Then she poured out her heart before us in a song she wrote shortly after Esther’s passing. What gripped me was that, again, it was a cry out of the raging storm of grief and love. “From the womb of time, soon we’ll see clearly.”
Esther’s second sister, Anna, was no less eloquent, no less passionate in describing Esther, no less compelling as she added “This world in its broken state is not what God intends. We have a choice—to dwell on questions or to catch the wind and rise on the winds of praise.” Her song—one of startling, tender witness to Esther’s legacy—spoke of penetrating the earthly, worldly measures of what’s important to get to the ultimate reality of Messiah’s reign.
I am undone by this family. All three girls (including Esther, who sang to us through a gritty, gutsy black and white video “Height of the Storm” are writers of deep songs of devotion, sung hauntingly with humility and whole-hearted authenticity.
This was an evening when we touched eternity. We experienced the gracious presence of God on that rooftop overlooking the city of the King. We felt, together with Esther’s family, the incredible worth of one person who lives life to the full. We wept and we sang. And we listened in amazement, to a true tale of suffering and loss—met with unshaken trust in the goodness of God.
Eitan is the Founder and Executive Director of Tents of Mercy Network of Messianic Congregations is Northern Israel. He's a published author, having written "What About Us?", which answers the question about Gentile participation in the restoration of Israel.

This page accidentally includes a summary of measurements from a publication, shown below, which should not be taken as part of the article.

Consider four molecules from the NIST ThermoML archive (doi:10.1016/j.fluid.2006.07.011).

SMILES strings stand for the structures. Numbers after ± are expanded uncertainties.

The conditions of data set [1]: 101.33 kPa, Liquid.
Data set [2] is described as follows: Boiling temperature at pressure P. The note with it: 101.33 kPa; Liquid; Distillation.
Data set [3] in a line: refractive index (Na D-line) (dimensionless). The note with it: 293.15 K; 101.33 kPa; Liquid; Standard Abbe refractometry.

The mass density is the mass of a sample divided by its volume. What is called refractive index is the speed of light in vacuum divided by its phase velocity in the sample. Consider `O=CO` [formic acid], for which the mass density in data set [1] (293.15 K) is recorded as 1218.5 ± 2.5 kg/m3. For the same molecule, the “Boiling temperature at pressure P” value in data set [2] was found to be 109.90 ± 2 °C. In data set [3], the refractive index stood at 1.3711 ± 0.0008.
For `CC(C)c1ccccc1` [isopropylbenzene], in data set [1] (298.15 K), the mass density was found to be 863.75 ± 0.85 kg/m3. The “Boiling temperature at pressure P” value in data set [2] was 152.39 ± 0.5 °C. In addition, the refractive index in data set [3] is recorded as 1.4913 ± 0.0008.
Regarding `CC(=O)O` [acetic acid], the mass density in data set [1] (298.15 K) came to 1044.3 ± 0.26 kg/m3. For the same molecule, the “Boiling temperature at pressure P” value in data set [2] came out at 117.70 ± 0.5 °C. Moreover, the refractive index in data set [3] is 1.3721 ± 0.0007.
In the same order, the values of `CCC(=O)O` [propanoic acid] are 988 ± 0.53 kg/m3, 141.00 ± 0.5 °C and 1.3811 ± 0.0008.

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Israeli Immigration Appeals Court rules foreign tour leaders are not missionaries
The Ministry of Interior refused to allow the entry into Israel of a Christian married couple who have served as tour leaders, bringing thousands of tourists to Israel in the past decades. A successful appeal to the Jerusalem Immigration Appeals Court overturned the decision.
Mr. and Mrs. Johnson (their names have been changed for the purposes of this article) are South African tour leaders who have been guiding pilgrimages in Israel for the last 20 years. Obviously, pilgrim groups coming to the Holy Land are an important source of income for the Israeli economy and help improve Israel’s reputation abroad, especially if the group leaders are friends of Israel. Half of all tourists entering Israel are pilgrims who are here to visit historical holy sites.
The Ministry of Interior is aware of the importance of tourism and used to make concessions to make the life of travel agents and tour leaders coming into Israel easier. In the past, Ministry of Interior policy permitted foreign tour leaders to operate in Israel with a tourist visa, as long as the tour group is accompanied by a certified Israeli tour guide.
Refusal of entry into Israel
The Johnsons have worked with Israeli tourism companies for decades. They accompanied hundreds of groups over this period and even rented an apartment in Jerusalem so that they would have a place to stay while guiding pilgrims. In 2015, suddenly and with no prior warning, they were both denied entry into Israel, each under a different pretext.
Border control officials argued that Mr. Johnson, in whose name the Jerusalem apartment was rented, meant to illegally settle in Israel. Mrs. Johnson, on the other hand, was refused entry on the grounds that her work as a tour guide was not properly certified. The couple made an internal appeal to the Population and Migration Authority at the Ministry of Interior, which decided to approve the renewal of their tourist visa, with the right to repeatedly re-enter Israel.